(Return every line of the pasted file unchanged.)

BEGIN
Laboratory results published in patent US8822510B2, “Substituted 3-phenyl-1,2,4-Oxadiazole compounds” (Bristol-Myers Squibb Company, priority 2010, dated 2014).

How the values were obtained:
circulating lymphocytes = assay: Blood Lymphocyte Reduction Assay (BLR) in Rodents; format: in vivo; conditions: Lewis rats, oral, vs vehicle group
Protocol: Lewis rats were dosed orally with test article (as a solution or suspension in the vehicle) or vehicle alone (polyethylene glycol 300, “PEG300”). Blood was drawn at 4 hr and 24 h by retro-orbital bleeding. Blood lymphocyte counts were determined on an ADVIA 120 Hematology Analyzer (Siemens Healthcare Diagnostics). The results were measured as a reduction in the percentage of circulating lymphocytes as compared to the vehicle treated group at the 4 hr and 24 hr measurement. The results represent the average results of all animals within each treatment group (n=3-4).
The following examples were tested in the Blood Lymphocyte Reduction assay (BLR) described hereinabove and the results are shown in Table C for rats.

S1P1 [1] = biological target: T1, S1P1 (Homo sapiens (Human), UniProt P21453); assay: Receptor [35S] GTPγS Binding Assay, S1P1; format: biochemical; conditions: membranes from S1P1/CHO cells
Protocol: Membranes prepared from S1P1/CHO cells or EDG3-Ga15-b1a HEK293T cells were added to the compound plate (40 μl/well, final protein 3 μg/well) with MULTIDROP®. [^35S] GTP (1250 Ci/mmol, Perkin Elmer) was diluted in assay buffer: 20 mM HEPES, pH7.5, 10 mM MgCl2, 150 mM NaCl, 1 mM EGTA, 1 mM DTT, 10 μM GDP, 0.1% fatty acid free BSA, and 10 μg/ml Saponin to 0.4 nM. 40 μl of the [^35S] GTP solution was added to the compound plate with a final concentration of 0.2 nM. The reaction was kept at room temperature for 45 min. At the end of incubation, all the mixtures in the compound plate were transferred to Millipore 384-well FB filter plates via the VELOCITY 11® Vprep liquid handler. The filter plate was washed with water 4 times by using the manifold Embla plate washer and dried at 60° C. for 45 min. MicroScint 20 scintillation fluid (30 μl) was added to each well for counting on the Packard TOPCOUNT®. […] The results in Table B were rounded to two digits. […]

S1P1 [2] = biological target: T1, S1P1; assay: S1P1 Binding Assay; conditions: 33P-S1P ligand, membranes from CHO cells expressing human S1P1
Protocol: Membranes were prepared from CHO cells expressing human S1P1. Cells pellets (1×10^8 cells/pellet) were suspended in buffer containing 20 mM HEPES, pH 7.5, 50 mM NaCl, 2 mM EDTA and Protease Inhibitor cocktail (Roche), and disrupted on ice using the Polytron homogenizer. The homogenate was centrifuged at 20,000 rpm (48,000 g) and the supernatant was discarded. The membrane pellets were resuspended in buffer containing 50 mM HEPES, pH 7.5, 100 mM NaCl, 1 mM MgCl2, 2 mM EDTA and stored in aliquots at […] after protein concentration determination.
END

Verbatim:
Laboratory results published in patent US8822510B2, “Substituted 3-phenyl-1,2,4-Oxadiazole compounds” (Bristol-Myers Squibb Company, priority 2010, dated 2014).

How the values were obtained:
circulating lymphocytes = assay: Blood Lymphocyte Reduction Assay (BLR) in Rodents; format: in vivo; conditions: Lewis rats, oral, vs vehicle group
Protocol: Lewis rats were dosed orally with test article (as a solution or suspension in the vehicle) or vehicle alone (polyethylene glycol 300, “PEG300”). Blood was drawn at 4 hr and 24 h by retro-orbital bleeding. Blood lymphocyte counts were determined on an ADVIA 120 Hematology Analyzer (Siemens Healthcare Diagnostics). The results were measured as a reduction in the percentage of circulating lymphocytes as compared to the vehicle treated group at the 4 hr and 24 hr measurement. The results represent the average results of all animals within each treatment group (n=3-4).
The following examples were tested in the Blood Lymphocyte Reduction assay (BLR) described hereinabove and the results are shown in Table C for rats.

S1P1 [1] = biological target: T1, S1P1 (Homo sapiens (Human), UniProt P21453); assay: Receptor [35S] GTPγS Binding Assay, S1P1; format: biochemical; conditions: membranes from S1P1/CHO cells
Protocol: Membranes prepared from S1P1/CHO cells or EDG3-Ga15-b1a HEK293T cells were added to the compound plate (40 μl/well, final protein 3 μg/well) with MULTIDROP®. [^35S] GTP (1250 Ci/mmol, Perkin Elmer) was diluted in assay buffer: 20 mM HEPES, pH7.5, 10 mM MgCl2, 150 mM NaCl, 1 mM EGTA, 1 mM DTT, 10 μM GDP, 0.1% fatty acid free BSA, and 10 μg/ml Saponin to 0.4 nM. 40 μl of the [^35S] GTP solution was added to the compound plate with a final concentration of 0.2 nM. The reaction was kept at room temperature for 45 min. At the end of incubation, all the mixtures in the compound plate were transferred to Millipore 384-well FB filter plates via the VELOCITY 11® Vprep liquid handler. The filter plate was washed with water 4 times by using the manifold Embla plate washer and dried at 60° C. for 45 min. MicroScint 20 scintillation fluid (30 μl) was added to each well for counting on the Packard TOPCOUNT®. […] The results in Table B were rounded to two digits. […]

S1P1 [2] = biological target: T1, S1P1; assay: S1P1 Binding Assay; conditions: 33P-S1P ligand, membranes from CHO cells expressing human S1P1
Protocol: Membranes were prepared from CHO cells expressing human S1P1. Cells pellets (1×10^8 cells/pellet) were suspended in buffer containing 20 mM HEPES, pH 7.5, 50 mM NaCl, 2 mM EDTA and Protease Inhibitor cocktail (Roche), and disrupted on ice using the Polytron homogenizer. The homogenate was centrifuged at 20,000 rpm (48,000 g) and the supernatant was discarded. The membrane pellets were resuspended in buffer containing 50 mM HEPES, pH 7.5, 100 mM NaCl, 1 mM MgCl2, 2 mM EDTA and stored in aliquots at […] after protein concentration determination.